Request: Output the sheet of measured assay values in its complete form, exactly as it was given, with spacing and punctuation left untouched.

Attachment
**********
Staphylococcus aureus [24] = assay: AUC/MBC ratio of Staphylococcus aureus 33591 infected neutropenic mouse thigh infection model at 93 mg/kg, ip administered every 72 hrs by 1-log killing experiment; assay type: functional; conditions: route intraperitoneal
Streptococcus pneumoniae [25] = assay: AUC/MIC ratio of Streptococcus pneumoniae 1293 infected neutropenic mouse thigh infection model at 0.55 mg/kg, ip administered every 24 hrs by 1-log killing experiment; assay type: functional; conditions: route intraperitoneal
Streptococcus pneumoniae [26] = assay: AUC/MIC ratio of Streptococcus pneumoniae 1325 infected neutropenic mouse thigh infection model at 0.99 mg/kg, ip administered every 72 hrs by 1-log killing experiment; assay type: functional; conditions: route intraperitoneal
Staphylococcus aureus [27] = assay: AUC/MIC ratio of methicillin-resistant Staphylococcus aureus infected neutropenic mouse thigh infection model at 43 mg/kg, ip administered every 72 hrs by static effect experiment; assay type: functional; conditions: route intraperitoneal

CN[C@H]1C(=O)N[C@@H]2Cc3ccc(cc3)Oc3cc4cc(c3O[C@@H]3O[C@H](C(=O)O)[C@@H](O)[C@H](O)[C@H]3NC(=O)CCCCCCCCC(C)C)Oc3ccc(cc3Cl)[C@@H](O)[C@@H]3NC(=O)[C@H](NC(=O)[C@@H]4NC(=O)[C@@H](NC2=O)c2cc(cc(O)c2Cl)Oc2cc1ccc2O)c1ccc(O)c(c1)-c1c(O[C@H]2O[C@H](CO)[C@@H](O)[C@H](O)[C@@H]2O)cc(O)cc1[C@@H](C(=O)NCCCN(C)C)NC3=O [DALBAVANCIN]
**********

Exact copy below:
Staphylococcus aureus [24] = assay: AUC/MBC ratio of Staphylococcus aureus 33591 infected neutropenic mouse thigh infection model at 93 mg/kg, ip administered every 72 hrs by 1-log killing experiment; assay type: functional; conditions: route intraperitoneal
Streptococcus pneumoniae [25] = assay: AUC/MIC ratio of Streptococcus pneumoniae 1293 infected neutropenic mouse thigh infection model at 0.55 mg/kg, ip administered every 24 hrs by 1-log killing experiment; assay type: functional; conditions: route intraperitoneal
Streptococcus pneumoniae [26] = assay: AUC/MIC ratio of Streptococcus pneumoniae 1325 infected neutropenic mouse thigh infection model at 0.99 mg/kg, ip administered every 72 hrs by 1-log killing experiment; assay type: functional; conditions: route intraperitoneal
Staphylococcus aureus [27] = assay: AUC/MIC ratio of methicillin-resistant Staphylococcus aureus infected neutropenic mouse thigh infection model at 43 mg/kg, ip administered every 72 hrs by static effect experiment; assay type: functional; conditions: route intraperitoneal

CN[C@H]1C(=O)N[C@@H]2Cc3ccc(cc3)Oc3cc4cc(c3O[C@@H]3O[C@H](C(=O)O)[C@@H](O)[C@H](O)[C@H]3NC(=O)CCCCCCCCC(C)C)Oc3ccc(cc3Cl)[C@@H](O)[C@@H]3NC(=O)[C@H](NC(=O)[C@@H]4NC(=O)[C@@H](NC2=O)c2cc(cc(O)c2Cl)Oc2cc1ccc2O)c1ccc(O)c(c1)-c1c(O[C@H]2O[C@H](CO)[C@@H](O)[C@H](O)[C@@H]2O)cc(O)cc1[C@@H](C(=O)NCCCN(C)C)NC3=O [DALBAVANCIN]